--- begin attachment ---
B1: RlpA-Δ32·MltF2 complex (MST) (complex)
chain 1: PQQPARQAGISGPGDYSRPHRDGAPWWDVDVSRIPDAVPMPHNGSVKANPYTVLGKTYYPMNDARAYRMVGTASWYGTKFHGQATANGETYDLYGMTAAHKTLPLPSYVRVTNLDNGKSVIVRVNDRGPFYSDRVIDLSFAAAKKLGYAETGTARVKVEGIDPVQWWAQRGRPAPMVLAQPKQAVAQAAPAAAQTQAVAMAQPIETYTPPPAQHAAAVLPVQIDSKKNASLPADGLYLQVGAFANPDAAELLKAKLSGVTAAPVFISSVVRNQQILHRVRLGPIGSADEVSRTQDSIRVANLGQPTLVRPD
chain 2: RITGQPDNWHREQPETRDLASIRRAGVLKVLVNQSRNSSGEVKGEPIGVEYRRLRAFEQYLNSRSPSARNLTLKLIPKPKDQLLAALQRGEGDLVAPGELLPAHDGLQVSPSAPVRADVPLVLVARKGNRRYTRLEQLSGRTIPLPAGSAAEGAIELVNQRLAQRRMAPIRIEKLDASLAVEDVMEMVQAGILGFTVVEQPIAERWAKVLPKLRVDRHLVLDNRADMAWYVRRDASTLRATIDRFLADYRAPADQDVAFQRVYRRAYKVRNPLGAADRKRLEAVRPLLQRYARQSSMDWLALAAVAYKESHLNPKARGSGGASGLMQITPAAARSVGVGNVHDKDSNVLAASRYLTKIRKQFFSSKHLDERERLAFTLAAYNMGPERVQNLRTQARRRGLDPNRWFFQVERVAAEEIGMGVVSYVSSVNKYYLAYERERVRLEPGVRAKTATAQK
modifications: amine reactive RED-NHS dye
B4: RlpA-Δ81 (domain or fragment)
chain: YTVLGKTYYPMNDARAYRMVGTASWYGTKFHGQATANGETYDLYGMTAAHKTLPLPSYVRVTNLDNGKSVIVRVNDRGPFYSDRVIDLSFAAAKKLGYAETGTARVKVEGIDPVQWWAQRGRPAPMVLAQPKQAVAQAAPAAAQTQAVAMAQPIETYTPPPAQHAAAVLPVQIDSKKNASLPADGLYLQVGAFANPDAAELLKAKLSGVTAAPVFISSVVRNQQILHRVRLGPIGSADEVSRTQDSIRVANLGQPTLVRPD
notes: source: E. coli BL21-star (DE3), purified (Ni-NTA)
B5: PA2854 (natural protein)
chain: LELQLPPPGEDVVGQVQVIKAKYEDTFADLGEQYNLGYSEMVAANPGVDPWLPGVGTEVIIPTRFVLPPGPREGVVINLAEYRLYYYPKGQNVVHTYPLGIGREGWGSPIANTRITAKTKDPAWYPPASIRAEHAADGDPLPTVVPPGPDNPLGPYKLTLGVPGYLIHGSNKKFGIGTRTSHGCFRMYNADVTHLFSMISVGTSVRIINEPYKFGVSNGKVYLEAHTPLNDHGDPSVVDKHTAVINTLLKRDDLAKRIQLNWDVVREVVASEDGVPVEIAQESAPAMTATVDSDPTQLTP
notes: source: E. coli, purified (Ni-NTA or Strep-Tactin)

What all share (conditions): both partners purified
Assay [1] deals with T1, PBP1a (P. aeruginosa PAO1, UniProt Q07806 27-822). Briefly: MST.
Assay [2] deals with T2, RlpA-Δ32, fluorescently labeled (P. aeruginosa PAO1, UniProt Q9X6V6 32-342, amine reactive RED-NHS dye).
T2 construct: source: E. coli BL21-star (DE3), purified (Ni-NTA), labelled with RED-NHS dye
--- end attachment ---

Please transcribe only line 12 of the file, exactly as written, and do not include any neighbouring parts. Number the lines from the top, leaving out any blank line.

Assay [1] deals with T1, PBP1a (P. aeruginosa PAO1, UniProt Q07806 27-822). Briefly: MST.